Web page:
As you are probably already aware, the way a teacher interacts with their students is of vital importance to creating an environment conducive to learning. In today’s post – the second in the series on teacher talk - we are going to look at a few of the more important things we need to consider in relation to our current teaching practices and offer up a few thinking points to mull over on the subject.
So without further ado, let me present: Teacher Talk - Preferences and Practices.
Preferences & Practices – In this post I am not only going to give you a brief overview of what seems to be the norm in many EFL classrooms, but also provide you with some thinking points on the subject.
As usual, my post will be based on facts (real facts – Google them to see for yourself) and personal research and observation. And in this post instead of offering you a manuscript on the subject (which could get rather boring), I’m just going to rely on my good friend – the bullet point.
- In traditional teacher-fronted classrooms the teacher often speaks more than the students.Thinking points: Maybe the teacher should aim for ‘quality talk’ and not ‘quantity talk’. How can you decrease your talk time and increase the available talk time for students? (For more on this topic please see the third post in this series: Teacher Talk Time (TTT) –Making Cutbacks.)
- In general, most instances of teacher-student classroom communication (approximately 50-70% of all teacher-student interactions – depending on which research you believe) take the form of an IRF sequence (initiation-response-feedback). The IRF sequence usually involves the teacher asking a question, the student responding, and then the teacher offering feedback.Thinking points: How can you use the IRF sequence more effectively in your classes? When should you use the IRF sequence? Is there a better way of encouraging more student interaction and talk time?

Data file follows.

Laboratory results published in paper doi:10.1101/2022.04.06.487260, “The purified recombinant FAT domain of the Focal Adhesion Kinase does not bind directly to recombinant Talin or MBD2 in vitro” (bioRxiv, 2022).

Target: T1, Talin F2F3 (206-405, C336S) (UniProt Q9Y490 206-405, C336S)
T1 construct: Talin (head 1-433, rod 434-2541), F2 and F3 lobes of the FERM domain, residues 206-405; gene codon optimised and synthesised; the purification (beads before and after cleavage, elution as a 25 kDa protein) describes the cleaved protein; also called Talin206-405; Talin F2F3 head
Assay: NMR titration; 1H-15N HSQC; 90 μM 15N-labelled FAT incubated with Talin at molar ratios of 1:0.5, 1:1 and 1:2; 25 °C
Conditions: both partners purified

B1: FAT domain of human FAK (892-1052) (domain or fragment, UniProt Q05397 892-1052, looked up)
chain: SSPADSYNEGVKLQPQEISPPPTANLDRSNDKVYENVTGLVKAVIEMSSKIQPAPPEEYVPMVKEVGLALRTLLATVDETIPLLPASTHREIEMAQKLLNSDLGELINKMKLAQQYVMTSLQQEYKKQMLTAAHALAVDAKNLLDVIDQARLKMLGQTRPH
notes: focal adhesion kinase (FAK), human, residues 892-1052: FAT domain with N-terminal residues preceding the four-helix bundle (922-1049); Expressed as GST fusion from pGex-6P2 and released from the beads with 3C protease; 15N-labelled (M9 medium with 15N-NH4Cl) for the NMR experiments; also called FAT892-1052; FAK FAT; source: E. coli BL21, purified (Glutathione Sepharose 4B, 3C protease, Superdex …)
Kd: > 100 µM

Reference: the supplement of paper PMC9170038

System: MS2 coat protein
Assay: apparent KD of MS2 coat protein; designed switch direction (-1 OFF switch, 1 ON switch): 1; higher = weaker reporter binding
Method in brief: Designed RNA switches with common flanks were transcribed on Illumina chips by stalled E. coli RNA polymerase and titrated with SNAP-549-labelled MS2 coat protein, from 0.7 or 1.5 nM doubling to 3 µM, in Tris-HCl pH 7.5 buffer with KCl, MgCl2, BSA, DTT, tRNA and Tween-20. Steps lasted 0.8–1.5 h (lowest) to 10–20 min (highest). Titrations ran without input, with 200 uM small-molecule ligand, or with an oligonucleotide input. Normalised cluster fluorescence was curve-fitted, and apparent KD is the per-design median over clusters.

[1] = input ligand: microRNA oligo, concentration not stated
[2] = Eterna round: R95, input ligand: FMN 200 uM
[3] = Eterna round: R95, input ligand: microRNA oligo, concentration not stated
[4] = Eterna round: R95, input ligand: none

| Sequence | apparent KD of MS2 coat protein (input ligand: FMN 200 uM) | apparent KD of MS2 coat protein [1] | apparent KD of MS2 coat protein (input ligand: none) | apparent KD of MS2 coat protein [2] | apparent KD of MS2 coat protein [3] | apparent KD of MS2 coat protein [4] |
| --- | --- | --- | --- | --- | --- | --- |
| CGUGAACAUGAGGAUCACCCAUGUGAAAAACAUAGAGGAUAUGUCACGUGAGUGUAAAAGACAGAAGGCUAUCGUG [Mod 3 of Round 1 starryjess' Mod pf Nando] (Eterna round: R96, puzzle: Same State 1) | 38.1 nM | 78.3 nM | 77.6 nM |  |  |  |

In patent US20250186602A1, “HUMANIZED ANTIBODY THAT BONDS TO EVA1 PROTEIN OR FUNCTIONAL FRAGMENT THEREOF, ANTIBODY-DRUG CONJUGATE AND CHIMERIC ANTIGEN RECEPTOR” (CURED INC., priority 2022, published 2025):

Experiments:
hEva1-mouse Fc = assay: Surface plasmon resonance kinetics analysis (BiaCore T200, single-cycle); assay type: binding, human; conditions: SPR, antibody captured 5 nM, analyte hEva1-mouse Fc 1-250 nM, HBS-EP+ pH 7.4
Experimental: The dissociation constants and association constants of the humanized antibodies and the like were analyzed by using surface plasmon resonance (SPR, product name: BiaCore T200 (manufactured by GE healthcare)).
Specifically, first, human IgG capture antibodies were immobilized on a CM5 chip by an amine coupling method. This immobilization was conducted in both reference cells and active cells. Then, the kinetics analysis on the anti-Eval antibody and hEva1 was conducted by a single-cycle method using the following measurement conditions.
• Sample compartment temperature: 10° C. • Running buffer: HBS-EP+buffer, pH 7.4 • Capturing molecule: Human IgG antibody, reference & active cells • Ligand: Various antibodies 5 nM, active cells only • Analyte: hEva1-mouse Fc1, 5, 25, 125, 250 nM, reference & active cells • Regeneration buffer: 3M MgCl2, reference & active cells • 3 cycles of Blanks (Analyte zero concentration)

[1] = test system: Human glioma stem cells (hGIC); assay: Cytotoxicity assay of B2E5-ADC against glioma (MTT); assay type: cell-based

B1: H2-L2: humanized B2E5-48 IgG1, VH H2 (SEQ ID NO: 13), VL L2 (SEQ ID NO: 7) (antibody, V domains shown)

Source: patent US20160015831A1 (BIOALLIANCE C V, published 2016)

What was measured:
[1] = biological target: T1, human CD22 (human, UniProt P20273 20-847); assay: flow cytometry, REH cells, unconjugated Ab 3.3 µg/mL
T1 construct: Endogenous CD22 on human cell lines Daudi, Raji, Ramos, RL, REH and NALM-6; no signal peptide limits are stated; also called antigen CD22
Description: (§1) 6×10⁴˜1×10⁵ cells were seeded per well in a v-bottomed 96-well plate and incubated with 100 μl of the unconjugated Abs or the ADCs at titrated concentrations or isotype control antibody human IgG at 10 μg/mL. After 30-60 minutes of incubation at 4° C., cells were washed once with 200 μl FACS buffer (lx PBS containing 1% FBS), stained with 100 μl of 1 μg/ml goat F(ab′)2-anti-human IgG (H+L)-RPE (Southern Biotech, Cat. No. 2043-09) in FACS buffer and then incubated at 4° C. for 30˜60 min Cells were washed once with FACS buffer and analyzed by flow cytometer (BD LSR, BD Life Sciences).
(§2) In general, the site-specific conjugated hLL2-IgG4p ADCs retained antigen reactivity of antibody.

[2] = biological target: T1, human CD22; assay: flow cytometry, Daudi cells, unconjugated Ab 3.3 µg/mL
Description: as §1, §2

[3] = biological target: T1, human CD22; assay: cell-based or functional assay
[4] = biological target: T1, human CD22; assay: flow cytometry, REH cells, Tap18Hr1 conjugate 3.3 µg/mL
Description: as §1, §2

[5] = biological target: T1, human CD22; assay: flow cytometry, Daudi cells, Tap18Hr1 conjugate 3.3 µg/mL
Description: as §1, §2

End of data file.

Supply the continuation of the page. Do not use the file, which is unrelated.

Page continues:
How can you make the IRF more interactive and enjoyable? Check out this idea and see what you think.
- Recasts (rephrasing an incorrect or incomplete learner utterance while still maintaining its central meaning) are usually the most common form of corrective feedback provided by teachers in EFL classes. Thinking points: What other methods of feedback can you provide? How can you help a student notice and correct their own errors?
- Teachers often rely on a limited range of feedback/correction techniques. Thinking points: Have you considered different ways to give feedback and/or make corrections (e.g. direct feedback, indirect feedback, meta-linguistic feedback, peer-to-peer feedback etc.)? Why do you use the types of feedback and correction techniques you have chosen?
- In many instances teachers jump in too early to either complete a student’s utterance or offer a prompt. Thinking points: Are you giving your students enough time to process the input? Are you allowing enough time for a student to formulate their response?
- Teachers usually ask more display/closed type questions than they do open/referential type questions. Thinking points: What is the intention behind the question you asked (e.g. to test knowledge or to elicit more student talk)? How well do your questions suit your overall learning goals?
I hope the above thinking points can be of benefit to you and your students. I also hope you join me in the next post all about the importance of reducing teacher talk time.
Thanks for reading,
Keep English Real!